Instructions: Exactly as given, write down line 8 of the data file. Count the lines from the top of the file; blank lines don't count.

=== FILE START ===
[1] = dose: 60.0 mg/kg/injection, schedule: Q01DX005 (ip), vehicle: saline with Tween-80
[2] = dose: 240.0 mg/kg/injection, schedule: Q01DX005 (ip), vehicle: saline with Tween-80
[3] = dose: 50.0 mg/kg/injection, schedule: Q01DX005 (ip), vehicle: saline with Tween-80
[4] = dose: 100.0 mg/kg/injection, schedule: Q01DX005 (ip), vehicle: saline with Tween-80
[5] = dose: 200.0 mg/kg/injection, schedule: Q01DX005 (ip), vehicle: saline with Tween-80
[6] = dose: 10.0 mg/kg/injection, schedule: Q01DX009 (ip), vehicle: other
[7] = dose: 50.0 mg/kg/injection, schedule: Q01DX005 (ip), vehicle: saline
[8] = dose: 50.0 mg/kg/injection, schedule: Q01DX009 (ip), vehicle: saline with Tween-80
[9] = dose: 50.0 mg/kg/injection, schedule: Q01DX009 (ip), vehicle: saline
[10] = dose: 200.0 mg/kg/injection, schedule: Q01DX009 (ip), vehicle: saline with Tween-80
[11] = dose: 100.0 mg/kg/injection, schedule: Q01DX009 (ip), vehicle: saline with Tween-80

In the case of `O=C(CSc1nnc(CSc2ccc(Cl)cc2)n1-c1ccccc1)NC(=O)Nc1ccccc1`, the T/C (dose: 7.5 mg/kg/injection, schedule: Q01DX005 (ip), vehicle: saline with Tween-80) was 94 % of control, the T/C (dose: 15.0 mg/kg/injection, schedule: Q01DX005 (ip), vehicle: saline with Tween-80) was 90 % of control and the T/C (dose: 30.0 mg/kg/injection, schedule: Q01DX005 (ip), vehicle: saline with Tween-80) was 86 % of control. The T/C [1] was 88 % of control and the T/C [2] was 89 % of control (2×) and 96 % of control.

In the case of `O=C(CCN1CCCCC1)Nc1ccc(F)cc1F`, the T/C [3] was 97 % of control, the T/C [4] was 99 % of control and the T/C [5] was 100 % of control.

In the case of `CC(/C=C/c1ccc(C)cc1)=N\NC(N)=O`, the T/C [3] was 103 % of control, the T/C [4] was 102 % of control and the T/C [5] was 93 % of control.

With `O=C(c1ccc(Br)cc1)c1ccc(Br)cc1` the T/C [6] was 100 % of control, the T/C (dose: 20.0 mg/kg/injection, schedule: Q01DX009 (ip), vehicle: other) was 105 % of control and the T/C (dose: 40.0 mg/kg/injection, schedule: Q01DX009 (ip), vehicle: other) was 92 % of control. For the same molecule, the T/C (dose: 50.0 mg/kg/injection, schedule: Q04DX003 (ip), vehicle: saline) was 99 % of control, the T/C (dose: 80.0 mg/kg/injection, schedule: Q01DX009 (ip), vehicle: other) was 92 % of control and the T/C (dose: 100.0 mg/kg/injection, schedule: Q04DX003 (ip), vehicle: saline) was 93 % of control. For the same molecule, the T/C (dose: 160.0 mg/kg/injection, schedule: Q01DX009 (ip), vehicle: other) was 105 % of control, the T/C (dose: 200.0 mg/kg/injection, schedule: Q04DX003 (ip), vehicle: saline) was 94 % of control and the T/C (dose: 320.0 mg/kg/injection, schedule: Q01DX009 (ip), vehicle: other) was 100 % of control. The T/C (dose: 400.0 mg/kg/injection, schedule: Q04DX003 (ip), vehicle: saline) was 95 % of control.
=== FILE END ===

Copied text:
[8] = dose: 50.0 mg/kg/injection, schedule: Q01DX009 (ip), vehicle: saline with Tween-80